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First Lady and the King 

The legendary Wanda Jackson hits Tucson in remembrance of Elvis

It's not clear whether Wanda Jackson--a legend of rockabilly, gospel and country--is a feminist or not, but she's pretty clear about one thing.

"I guess I am just one of those women who has to have a man around," she said in a recent phone interview from her home in Oklahoma City.

Known as "the first lady of rockabilly" and "America's first female rock 'n' roll singer," Jackson is perhaps best known for the 1959 hit "Fujiyama Mama," but she has sung many a tune about heated romance and chastity, heartbreak, tears and the joy of a reliable companion. In fact, one of her albums was titled A Woman Lives for Love.

During a recent interview, Jackson told me that when she began touring and performing in her early teenage years during the 1950s, her father always traveled on the road with her. Even when she met, dated and performed with Elvis Presley in the mid-'50s, Jackson's dad was there.

And she's had husband Wendell Goodman by her side for 45 years. He's also her manager and booking agent, as well as father to her two kids and grandfather to four grandchildren.

Goodman will no doubt accompany Jackson when she returns to Tucson to perform at Plush on Wednesday, Jan. 17, backed up by the Cadillac Angels. Jackson will be on the road promoting her latest album, the year-old I Remember Elvis, on which she covers songs by her onetime mentor and, for a short time, boyfriend.

The Elvis Presley thing dogged Jackson for years. Although she says the King was the first person to suggest to the country-crooning teen that she try rock 'n' roll, and she even wore his ring on a chain around her neck for a year, she has often played down her connection to rock's original rebel and sex symbol.

She and Goodman became Christians in 1971, and for many years afterward, she only performed gospel in church settings. She always has remembered Elvis fondly, though.

"I was right out of high school when I went on the road with him. I was 17. He was 20," she says today.

"He had his career just opening up. He was quite popular in the South and Southwest. We played concerts together in Missouri and Arkansas and West Texas. We played Colorado. Of course, he was really big down in Mississippi.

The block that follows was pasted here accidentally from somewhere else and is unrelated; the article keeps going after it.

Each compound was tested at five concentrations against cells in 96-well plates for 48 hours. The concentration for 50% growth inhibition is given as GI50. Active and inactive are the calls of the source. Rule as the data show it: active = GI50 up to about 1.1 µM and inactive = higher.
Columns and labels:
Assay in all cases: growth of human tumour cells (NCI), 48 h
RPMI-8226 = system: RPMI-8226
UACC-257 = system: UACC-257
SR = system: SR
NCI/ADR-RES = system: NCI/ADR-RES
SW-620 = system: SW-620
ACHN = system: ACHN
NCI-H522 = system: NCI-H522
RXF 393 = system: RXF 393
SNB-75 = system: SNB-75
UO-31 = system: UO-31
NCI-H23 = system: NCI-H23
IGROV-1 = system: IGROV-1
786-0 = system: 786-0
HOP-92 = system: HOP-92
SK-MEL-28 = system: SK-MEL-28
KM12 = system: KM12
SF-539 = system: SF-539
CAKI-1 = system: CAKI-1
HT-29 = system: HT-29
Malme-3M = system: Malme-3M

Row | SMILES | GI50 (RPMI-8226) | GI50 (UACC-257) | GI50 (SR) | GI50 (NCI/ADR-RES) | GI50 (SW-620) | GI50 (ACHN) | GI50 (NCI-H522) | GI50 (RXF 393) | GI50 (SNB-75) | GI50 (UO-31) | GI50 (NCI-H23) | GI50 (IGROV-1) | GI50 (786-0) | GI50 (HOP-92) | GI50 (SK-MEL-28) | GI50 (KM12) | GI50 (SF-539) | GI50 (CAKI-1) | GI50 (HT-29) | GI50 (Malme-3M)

"It was such an exciting time. He was so different than everyone else playing music. Those of us who knew and loved him knew that he was something special, and we were always kind of wondering when the general public was going to accept him, when he was going to get airtime nationally. We wondered, 'Is this really going to happen for him nationwide?' And it did.

"We met in 1955, and I worked with him up until January 1957, and that's when he went to Hollywood. He was quite busy, and my career was starting to get busy. We didn't see each other again for a long time."

Jackson says she saw Elvis once more, in 1964, when he was playing in Las Vegas. "Wanda Talks About Elvis," the final track on I Remember Elvis, a spoken-word reminiscence, recounts this episode, among other stories.

Jackson was reluctant at first to do an album of Elvis' tunes, she said. "It was a thought in my head for a long time. I just kind of shied away from it for a long time, actually. Mostly, it was because when the King does a song, it's been done, you know?

"Then I thought of all these new, younger rockabilly fans. They love Elvis, and they love me, I hear. He was instrumental in getting me to sing rockabilly, so I thought I should show my appreciation and maybe introduce some younger fans to his music. That's really what I was aiming for, and they really do seem to like it."

During the 1980s, European audiences rediscovered Jackson, and she spent much of that decade playing festivals there and recording. She had several German rock 'n' roll hits, sung in German, in fact. She has many album and single releases to her credit in England and Scandinavia, as well.

In 1995, alternative-country singer Rosie Flores invited Jackson, one of her all-time heroes, to perform a duet with her. She ended up doing two tunes on Flores' album Rockabilly Filly, and the partnership was successful enough that they were soon doing a five-week concert tour together.

"I used to play four or five times a year in Europe, but in the past few years, it's been totally changing. Now, I only got over there once last year, which is OK, because it is so tiring to travel there," Jackson said.

Staying in this country more allows Jackson to spend more time with her grandchildren. To take my call for an interview, she interrupted an impromptu guitar-playing session with her 14-year-old granddaughter.

"She saved her money and bought her own guitar and amplifier," Jackson said admiringly. "Now that she's playing, my two older granddaughters have started playing, too."

Since her re-emergence on American stages, Jackson has reached out further to the rockabilly faithful, and to contemporary rock and pop fans, by recording with such artists as The Cramps, Lee Rocker of the Stray Cats and Dave Alvin, as well as with Elvis Costello, who also wrote the liner notes on I Remember Elvis.

When Jackson plays Tucson, she'll be accompanied by the younger, leather-clad retro-rockers the Cadillac Angels, who will also play an opening set. Jackson's set list includes most of I Remember Elvis--such classics as "Heartbreak Hotel," "Good Rockin' Tonight," "Blue Moon of Kentucky," "Baby, Let's Play House," etc., but she also promised a few country and gospel tunes.

Jackson will further solidify her reputation as musical royalty with a new recurring gig. She'll appear regularly--for a week at a time--in a revue titled "The Great Ladies of Country Music" in Branson, Mo.

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